It’s amazing watching Faith at school. It’s another world being on the side of the parent as your child goes through their early learning years. What amazes me most is their constant thirst for knowledge. Kids are not “know it alls,” they are “learn it alls.” I can’t keep enough education heading Faith’s way. If learning was a fire hose, she would want it turned on full bore even if it was too much for her to handle. As we get older we seem to stop or slow down our learning. I think this comes from the fact that we stop listening. We become jaded that we have all the answers and discount those around us. I once had a fellow colleague ask me – are all those online courses and seminars really worth the time invested? My take is yes. If I learn just one thing that makes me a better businessman, better connector, better dad, better husband, better friend, it is worth it – plus, I like to stretch my brain. As kids we were sponges, as adults we become hardened like rocks not letting new ideas seep in. We need to get back to the days when we thirsted for knowledge.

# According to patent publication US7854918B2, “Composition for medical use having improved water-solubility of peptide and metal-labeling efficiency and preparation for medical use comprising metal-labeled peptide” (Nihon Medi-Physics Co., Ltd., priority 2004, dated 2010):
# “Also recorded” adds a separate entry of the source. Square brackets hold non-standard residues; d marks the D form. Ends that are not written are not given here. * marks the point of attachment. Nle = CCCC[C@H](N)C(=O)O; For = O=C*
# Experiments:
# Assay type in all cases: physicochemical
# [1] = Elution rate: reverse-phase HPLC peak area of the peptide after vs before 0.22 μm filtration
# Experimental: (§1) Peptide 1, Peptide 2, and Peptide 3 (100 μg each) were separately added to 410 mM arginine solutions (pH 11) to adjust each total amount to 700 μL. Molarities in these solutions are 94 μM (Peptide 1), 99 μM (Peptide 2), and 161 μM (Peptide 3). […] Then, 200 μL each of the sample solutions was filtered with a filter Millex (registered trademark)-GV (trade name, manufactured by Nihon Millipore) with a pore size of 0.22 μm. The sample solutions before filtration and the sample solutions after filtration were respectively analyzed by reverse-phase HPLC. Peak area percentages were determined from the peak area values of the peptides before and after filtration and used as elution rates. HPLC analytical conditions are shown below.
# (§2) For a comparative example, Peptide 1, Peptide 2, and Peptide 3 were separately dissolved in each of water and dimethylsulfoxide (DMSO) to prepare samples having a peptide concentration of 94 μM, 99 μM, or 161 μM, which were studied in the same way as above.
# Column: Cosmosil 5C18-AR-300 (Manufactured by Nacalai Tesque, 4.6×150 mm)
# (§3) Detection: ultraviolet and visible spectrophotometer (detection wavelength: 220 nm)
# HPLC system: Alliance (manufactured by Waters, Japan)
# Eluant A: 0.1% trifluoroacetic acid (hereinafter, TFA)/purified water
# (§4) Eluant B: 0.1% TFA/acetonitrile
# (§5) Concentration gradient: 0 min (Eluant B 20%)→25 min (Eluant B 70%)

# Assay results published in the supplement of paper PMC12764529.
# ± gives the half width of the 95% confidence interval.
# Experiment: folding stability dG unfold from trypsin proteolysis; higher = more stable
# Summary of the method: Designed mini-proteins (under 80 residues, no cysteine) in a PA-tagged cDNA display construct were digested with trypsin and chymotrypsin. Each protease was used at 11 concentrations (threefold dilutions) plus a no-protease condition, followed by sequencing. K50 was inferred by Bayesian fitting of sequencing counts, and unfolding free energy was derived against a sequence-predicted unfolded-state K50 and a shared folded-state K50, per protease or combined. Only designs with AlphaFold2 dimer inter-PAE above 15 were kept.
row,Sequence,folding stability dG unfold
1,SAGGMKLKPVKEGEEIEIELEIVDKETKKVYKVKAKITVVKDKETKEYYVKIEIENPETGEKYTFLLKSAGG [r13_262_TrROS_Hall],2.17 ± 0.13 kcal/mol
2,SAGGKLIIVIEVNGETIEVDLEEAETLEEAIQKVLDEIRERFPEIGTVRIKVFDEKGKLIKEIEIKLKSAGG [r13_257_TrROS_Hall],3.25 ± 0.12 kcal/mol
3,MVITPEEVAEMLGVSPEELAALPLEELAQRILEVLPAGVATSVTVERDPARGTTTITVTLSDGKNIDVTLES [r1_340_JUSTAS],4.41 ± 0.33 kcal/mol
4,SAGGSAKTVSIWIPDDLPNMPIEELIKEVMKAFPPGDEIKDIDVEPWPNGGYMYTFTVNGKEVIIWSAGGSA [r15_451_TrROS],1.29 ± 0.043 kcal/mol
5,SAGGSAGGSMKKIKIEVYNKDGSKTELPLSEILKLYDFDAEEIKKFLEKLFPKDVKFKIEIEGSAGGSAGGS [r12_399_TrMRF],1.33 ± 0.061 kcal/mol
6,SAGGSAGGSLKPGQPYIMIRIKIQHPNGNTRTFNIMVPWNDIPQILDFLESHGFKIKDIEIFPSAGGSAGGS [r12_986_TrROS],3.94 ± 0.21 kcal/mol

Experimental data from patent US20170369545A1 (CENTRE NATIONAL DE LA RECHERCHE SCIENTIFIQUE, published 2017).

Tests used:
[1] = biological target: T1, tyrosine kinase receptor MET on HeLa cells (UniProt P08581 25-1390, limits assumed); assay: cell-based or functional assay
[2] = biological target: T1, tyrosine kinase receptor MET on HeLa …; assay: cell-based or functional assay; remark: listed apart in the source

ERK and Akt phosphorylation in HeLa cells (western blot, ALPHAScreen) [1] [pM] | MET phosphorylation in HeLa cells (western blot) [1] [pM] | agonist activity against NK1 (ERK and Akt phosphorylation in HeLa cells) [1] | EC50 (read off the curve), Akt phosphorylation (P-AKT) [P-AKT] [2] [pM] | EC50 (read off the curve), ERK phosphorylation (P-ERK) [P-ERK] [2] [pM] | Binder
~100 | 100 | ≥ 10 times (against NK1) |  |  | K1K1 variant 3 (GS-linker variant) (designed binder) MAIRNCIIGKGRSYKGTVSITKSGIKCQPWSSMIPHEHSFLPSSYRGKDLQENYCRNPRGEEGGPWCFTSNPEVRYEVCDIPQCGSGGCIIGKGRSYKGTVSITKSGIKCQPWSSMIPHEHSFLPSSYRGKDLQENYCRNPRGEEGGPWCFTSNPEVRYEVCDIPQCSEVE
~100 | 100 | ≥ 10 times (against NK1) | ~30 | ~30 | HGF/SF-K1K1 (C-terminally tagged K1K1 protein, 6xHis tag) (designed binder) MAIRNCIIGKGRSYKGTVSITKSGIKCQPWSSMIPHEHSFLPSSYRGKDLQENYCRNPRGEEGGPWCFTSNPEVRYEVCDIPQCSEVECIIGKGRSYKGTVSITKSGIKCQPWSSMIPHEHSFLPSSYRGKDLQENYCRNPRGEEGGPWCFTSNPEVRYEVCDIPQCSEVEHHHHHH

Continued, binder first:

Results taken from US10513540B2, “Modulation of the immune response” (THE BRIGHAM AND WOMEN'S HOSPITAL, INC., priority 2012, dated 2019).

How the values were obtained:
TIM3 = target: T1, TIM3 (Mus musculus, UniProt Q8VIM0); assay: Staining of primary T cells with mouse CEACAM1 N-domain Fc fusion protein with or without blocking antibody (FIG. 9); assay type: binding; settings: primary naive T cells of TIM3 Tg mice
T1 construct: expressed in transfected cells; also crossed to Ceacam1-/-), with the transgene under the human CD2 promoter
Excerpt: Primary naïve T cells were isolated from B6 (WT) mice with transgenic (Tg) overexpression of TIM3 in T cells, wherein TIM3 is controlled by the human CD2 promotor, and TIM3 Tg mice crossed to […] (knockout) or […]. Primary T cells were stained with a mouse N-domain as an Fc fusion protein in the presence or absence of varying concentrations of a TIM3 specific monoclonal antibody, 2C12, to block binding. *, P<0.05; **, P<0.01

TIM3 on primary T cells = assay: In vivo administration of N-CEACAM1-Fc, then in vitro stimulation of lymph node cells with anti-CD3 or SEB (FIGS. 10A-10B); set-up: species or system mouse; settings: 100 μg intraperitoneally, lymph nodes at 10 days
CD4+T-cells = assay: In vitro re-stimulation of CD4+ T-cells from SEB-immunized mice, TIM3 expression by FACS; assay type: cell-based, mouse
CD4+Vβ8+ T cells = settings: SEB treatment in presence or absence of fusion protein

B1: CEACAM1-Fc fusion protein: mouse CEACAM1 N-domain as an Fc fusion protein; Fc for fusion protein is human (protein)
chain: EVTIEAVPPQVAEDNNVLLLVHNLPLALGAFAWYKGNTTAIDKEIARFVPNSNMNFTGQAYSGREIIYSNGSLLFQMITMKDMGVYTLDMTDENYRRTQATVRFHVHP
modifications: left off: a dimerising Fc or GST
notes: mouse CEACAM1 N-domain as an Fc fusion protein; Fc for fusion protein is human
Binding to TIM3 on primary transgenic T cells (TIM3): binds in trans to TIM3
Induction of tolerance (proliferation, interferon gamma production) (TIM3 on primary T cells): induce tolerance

Time Is On Your Side

As kids we never stopped trying or learning. I figure the reason why we never stop trying or learning was because we had no concept of time. Now, as adults many of us have the following concept of time – “If I spend time doing this, I won’t have time to do that.” Many would say time is not our ally. However, to a kid, time is all you have. For kids, they have all the time in the world to learn and try new things. When was the last time you saw a child trying to learn to walk and then give up and actually never walk because it was not worth their time? As adults, we look at time as sacrifices. Don’t get me wrong, understanding time and its value is important. It’s how we perceive time which is our greatest asset. As kids we did things we liked or challenged us – regardless of time. As adults, many times we do what is placed upon our shoulders by others and what is easiest or convenient out of our “respect” for time. We can have time to come up with new ideas, time to learn, time to connect and develop deeper meaningful relationships – as long as these are the things we are passionate about and make a priority.

Forgive & Forget